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Ouze Merham is a fictitious Israeli general who supposedly interviewed future Prime Minister of Israel Ariel Sharon in 1956. In the interview Sharon allegedly said:
I vow that Iâ€™ll burn every Palestinian child (that) will be born in this area. The Palestinian women and child is more dangerous than the man, because the Palestinian childâ€™s existence infers that generations will go on, but the man causes limited danger. I vow that if I was just an Israeli civilian and I met a Palestinian I would burn him and I would make him suffer before killing him. With one hit I've killed 750 Palestinians (in Rafah in 1956). I wanted to encourage my soldiers by raping Arabic girls as the Palestinian woman is a slave for Jews, and we do whatever we want to her and nobody tells us what we shall do but we tell others what they shall do.
It first appeared on Muslim websites in mid-2001 during the al-Aqsa Intifada. The quote is seen as obviously false for a number of reasons:
The term "Palestinian" was rarely used by Israelis to refer to Palestinian Arabs in 1956.
It is unclear why an Israeli general would interview Sharon, and then publish the interview.
There is no record of any Israeli general named "Ouze Merham" existing, nor any record of Sharon giving such an interview in 1956.
The quote exists in no verifiable publication.
There are a number of false quotes attributed to Sharon which are circulating on the internet.
The hoax quotation is frequently used as anti-Israel propaganda. Student columnist Mariam Sobh used the quote in her December 11, 2003 Daily Illini column, but later apologized.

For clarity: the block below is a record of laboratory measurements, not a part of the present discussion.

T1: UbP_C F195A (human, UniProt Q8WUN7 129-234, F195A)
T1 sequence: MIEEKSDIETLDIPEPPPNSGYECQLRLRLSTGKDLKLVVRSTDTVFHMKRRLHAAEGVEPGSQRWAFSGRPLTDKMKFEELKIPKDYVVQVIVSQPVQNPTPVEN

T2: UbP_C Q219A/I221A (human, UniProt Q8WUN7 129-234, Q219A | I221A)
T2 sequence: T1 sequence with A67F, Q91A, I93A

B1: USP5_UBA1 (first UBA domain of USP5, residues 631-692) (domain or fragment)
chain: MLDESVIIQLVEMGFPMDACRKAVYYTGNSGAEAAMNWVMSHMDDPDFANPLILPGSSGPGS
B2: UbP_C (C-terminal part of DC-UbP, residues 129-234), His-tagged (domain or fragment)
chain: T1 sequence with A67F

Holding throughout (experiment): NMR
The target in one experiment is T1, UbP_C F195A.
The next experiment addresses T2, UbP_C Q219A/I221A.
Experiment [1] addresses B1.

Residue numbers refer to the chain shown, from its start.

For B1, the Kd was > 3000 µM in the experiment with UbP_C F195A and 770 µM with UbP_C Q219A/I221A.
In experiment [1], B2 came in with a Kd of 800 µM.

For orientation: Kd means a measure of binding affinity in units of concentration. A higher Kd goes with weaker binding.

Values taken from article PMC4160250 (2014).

^ The false quotes include
Don't worry about American pressure on Israel, we, the Jewish people control America, and the Americans know it,
falsely claimed to have been stated by Sharon before Israeli parliament in October 2001 and reported on Kol Yisrael
radio; and also a lengthy quote in which Sharon allegedly refers to himself as a "monster or a murderer" and a "Judeo-Nazi" and states "the dirty work of Zionism is not finished". The latter actually comes from an interview with an unnamed Israeli settler referred to as "Z" (or, in some translations, "C") in the collection of articles In the Land of Israel by Israeli author Amos Oz. The articles in the book were based on Oz's interviews in October and November 1982, and published in Davar in November and December 1982 and January 1983. The false attribution to Sharon gained credence when Rocky Mountain News editor Holger Jensen published it in an April 2002 column. Jensen recanted four days later, admitting he had â€œmade a grievous error in not verifying the authenticity of 20-year-old quotes attributed to Ariel Sharonâ€, and resigned shortly thereafter. Oz has confirmed that he has never interviewed Sharon. In an appendix to the 1983 English translation, Oz wrote "Many people. . . expressed a suspicion that I invented Z. and that such a man is 'not possible'. On the other hand, there were also people who went to the trouble of writing to express their total identification with Z.'s words. The man still refuses to be 'uncovered' and I am obliged to respect the promise I made to him to protect his privacy".